(b Bergen, nr Alkmaar, c. 1620; d Paris, 27 Nov 1684). French cabinetmaker of Dutch birth. By 1643 he was in Paris where he was apprenticed to Adrien Garbrant; he later married Garbrant's daughter and took over his workshop. He received his first royal commission in 1661, working in the 1660s at Vincennes and in the 1670s at Versailles. He maintained his workshop in the Rue Arbre-Sec, near the Louvre, though he certainly collaborated with other craftsmen at the royal workshops in the Gobelins, possibly using them for his royal commissions. The tapestry (c. 1667; Versailles, Château) illustrating Louis XIV's visit to the Gobelins in 1667 almost certainly shows Gole presenting a Boulle table to the King. Gole's style developed quickly: his earliest cabinets, in ebony, followed the mid-century style of rich sobriety, but for his first royal commission he decorated a cabinet (untraced) with floral marquetry and during the 1660s and 1670s he used such exotic materials as tortoiseshell, japanning and brass and pewter marquetry with amaranth wood. Among his most exotic pieces were tables with an ivory ground in imitation of porcelain, supplied in the 1670s to the Trianon de Porcelaine at Versailles. A table of this type (Malibu, CA, Getty Mus.) was in Versailles in 1718. A cabinet (London, V&A) made for the King's brother, Philippe I, Duke of Orléans, between 1660 and 1671 is decorated with floral marquetry on an ivory ground.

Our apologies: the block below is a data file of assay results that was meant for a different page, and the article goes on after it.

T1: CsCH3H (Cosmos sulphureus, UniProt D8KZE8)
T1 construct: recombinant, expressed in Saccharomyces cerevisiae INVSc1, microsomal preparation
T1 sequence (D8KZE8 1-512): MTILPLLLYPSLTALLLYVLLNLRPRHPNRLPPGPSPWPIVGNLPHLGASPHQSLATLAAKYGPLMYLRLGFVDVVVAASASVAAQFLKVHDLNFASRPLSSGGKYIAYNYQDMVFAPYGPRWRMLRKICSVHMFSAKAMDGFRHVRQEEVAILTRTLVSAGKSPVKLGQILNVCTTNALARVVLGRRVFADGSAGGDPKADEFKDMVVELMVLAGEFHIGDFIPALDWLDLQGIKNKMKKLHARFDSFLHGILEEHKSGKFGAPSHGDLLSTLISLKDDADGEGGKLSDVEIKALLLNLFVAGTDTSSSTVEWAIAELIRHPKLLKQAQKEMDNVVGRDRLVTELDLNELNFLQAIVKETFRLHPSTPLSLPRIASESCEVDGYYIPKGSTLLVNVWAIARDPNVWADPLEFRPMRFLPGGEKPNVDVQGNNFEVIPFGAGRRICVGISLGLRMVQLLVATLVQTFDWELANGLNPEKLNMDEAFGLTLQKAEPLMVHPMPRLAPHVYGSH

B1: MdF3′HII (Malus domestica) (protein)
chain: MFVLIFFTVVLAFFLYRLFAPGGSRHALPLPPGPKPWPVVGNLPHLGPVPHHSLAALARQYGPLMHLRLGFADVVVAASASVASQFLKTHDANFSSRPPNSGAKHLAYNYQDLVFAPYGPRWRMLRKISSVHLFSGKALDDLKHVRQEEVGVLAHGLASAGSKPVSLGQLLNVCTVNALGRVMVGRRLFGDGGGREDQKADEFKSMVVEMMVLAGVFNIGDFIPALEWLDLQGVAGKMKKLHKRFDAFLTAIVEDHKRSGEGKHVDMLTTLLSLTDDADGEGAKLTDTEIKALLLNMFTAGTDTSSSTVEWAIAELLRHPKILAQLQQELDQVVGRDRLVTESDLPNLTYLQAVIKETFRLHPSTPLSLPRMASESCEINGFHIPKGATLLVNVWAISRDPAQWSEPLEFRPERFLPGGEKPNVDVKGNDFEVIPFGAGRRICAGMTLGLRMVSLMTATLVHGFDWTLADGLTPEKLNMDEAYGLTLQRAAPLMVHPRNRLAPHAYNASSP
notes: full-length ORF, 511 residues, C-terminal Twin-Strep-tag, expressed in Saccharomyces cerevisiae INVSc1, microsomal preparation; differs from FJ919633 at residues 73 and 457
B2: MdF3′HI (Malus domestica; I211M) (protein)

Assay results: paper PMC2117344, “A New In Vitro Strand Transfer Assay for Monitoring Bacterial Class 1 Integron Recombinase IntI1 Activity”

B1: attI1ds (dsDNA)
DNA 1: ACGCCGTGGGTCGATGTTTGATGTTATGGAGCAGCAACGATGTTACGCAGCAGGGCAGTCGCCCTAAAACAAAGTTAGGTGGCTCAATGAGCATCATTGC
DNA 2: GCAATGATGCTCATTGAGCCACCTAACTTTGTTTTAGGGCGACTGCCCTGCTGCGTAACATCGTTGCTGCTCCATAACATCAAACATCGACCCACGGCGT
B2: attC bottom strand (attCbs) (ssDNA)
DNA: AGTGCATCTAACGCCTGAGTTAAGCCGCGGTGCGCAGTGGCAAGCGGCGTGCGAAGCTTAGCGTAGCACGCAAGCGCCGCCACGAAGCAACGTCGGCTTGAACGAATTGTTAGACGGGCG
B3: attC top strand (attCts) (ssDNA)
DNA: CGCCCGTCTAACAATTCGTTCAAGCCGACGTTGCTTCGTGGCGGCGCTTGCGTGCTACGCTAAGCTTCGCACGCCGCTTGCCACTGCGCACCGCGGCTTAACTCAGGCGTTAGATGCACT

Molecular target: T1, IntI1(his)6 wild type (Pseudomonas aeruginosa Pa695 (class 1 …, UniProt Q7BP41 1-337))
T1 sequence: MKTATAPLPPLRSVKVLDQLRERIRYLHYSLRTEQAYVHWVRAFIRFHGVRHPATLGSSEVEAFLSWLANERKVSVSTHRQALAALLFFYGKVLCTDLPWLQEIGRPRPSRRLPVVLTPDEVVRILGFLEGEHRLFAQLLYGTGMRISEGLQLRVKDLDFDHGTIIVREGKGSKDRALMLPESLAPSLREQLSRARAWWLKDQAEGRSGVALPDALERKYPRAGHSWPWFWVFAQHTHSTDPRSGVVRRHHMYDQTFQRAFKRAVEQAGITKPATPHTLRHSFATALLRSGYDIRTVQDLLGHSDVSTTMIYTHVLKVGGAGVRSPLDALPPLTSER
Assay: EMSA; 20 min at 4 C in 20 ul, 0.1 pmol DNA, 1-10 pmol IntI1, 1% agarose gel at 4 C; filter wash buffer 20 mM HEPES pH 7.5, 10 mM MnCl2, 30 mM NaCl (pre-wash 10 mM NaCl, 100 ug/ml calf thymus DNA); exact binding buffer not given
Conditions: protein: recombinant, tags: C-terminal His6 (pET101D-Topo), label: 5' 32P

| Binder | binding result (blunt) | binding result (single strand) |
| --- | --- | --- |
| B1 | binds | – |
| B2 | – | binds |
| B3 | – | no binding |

From The Grove Encyclopedia of Decorative Arts in Oxford Reference.
Subjects: Decorative Arts, Furniture, and Industrial Design.